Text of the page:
Maybe, ultimately, it is inaccurate to claim libertarians care about a decentralized economy. What libertarians fail to appreciate is that America can be just as thoroughly dominated by big corporations and powerful oligarchs as it can by big government. The fascist marriage of big government and big corporations has erased the necessary tension between those two primary centers of power in America, a tension that was necessary to preserve individual freedom and the competitive prospects of small and emerging businesses.

So maybe libertarians need to be rebranded. Maybe they’re not “libertarians,” but fascists who favor top-down rule as long as it’s “corporate” instead of “government.”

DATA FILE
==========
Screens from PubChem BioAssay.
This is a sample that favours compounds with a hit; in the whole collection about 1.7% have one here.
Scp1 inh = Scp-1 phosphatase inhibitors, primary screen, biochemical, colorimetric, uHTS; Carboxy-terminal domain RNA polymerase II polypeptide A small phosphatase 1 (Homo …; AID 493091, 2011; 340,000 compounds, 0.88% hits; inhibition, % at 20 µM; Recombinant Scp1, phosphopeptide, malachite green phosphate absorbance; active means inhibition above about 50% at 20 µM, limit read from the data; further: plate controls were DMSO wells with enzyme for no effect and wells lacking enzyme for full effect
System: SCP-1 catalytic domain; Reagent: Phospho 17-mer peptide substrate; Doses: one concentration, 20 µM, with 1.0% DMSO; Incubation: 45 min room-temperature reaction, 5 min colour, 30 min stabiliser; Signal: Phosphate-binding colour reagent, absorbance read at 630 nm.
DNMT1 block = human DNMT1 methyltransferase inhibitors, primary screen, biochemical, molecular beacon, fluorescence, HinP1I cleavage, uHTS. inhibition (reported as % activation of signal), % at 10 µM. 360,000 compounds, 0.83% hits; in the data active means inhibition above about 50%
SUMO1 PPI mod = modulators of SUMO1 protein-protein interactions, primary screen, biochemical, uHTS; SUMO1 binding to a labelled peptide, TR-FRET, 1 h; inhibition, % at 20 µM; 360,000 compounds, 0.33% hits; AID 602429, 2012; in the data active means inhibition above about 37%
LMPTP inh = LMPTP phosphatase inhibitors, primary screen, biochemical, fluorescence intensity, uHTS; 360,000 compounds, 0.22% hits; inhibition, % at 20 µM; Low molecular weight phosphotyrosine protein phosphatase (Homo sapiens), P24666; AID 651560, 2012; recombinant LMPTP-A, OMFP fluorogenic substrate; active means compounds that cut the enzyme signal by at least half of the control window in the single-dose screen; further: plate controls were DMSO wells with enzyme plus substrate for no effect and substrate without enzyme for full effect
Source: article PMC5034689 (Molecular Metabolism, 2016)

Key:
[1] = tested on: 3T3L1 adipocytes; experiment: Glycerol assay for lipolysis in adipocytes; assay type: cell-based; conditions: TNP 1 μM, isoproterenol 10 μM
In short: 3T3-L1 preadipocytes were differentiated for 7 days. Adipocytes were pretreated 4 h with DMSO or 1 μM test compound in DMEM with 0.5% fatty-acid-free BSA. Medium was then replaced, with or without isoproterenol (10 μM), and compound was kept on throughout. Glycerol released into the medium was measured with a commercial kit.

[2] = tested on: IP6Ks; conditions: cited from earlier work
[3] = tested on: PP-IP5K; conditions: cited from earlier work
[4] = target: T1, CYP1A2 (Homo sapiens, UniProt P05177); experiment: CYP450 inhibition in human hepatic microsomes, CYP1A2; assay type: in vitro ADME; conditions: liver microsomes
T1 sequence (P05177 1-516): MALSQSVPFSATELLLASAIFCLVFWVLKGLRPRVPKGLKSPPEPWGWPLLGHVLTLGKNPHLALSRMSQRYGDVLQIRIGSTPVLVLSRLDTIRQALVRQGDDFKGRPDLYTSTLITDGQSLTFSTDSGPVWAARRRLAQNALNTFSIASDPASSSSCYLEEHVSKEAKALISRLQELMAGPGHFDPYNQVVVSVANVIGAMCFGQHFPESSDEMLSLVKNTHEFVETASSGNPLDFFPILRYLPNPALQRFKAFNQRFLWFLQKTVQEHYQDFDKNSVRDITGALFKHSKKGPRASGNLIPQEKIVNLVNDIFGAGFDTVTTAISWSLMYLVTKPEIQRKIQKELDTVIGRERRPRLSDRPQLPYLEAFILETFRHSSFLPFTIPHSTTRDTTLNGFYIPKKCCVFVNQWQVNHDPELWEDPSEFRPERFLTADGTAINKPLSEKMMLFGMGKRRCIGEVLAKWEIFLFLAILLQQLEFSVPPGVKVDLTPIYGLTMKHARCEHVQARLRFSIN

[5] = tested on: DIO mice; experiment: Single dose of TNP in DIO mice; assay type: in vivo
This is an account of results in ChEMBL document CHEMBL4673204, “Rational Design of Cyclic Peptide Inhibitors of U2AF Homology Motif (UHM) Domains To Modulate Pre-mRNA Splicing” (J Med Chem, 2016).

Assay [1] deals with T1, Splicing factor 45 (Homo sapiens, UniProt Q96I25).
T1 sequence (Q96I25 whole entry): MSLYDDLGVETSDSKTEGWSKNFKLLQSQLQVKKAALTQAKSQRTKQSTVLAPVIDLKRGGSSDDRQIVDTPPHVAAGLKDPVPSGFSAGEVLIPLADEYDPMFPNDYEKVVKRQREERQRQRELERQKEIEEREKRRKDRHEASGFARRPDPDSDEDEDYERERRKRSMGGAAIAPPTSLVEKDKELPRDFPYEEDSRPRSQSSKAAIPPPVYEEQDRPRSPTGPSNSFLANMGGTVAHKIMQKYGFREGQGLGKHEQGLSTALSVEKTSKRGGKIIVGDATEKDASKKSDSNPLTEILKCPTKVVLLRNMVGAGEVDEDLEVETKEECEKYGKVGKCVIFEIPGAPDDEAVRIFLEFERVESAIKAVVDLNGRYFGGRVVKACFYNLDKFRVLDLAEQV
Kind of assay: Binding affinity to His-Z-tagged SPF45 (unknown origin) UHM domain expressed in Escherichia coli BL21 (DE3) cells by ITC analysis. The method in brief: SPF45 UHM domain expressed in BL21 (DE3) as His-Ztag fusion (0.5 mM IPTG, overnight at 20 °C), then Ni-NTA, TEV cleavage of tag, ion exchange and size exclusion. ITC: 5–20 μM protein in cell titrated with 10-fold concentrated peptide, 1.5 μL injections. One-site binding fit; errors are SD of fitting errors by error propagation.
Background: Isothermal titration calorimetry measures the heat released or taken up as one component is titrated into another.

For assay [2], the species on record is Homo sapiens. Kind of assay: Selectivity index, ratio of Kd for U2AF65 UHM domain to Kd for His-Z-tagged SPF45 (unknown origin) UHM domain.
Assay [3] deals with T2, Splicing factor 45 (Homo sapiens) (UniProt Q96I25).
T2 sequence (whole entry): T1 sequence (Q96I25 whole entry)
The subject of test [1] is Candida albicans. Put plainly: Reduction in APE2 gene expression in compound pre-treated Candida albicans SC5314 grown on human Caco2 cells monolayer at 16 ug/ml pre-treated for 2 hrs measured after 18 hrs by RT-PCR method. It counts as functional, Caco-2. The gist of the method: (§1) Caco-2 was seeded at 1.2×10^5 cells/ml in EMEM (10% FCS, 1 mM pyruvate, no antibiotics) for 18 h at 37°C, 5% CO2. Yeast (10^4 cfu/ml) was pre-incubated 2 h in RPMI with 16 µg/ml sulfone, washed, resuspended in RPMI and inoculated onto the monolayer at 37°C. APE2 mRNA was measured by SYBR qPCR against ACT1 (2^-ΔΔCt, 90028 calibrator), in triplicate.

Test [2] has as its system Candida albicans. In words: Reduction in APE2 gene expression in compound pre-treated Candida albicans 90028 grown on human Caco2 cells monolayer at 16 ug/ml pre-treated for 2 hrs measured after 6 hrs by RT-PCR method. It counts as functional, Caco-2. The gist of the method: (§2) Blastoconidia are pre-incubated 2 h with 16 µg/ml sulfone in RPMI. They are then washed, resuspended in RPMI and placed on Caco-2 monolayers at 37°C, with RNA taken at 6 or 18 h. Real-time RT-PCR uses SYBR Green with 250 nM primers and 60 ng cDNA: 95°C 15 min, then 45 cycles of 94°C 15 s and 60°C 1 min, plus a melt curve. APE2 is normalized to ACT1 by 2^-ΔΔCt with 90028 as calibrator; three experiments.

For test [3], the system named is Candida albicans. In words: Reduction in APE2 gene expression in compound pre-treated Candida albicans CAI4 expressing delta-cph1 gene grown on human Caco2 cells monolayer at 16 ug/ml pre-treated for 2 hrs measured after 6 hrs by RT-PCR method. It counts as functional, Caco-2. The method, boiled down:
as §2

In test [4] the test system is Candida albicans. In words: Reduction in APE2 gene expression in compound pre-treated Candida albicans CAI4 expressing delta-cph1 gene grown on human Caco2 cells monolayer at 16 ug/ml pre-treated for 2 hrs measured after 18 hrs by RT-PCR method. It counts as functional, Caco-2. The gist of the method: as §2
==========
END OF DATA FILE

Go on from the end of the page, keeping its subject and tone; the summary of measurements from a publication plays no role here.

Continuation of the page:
Yeah, yeah, we know the disclaimers. “We decry crony capitalism! We deplore corporate welfare!” Problem is, libertarians, the corporate invasion of society has progressed well beyond your tired tropes. America’s transition to a corporate oligarchy is nearly complete. And in that process, libertarians like Shane Hazel have been a big help.

Out here in the real world, the impact on ordinary Americans is the same. We are owned. We are not free. And all the permissive drug laws and open borders and Big Tech enabling in the world will not make us free. Shane Hazel, like every other libertarian politician in America, is a progressive dupe—at best. At worst, he is an economic fascist. 

How does that sound to you, Shane? Is it delicious?

In a scathing essay published last week in American Greatness, “paleolibertarian” Illana Mercer thoroughly deconstructs the ongoing libertarian defense of Big Tech censorship. More importantly, she exposes the fallacy of considering the state to be the only potential source of tyranny, and calls for “fresh theoretical thinking.” She writes: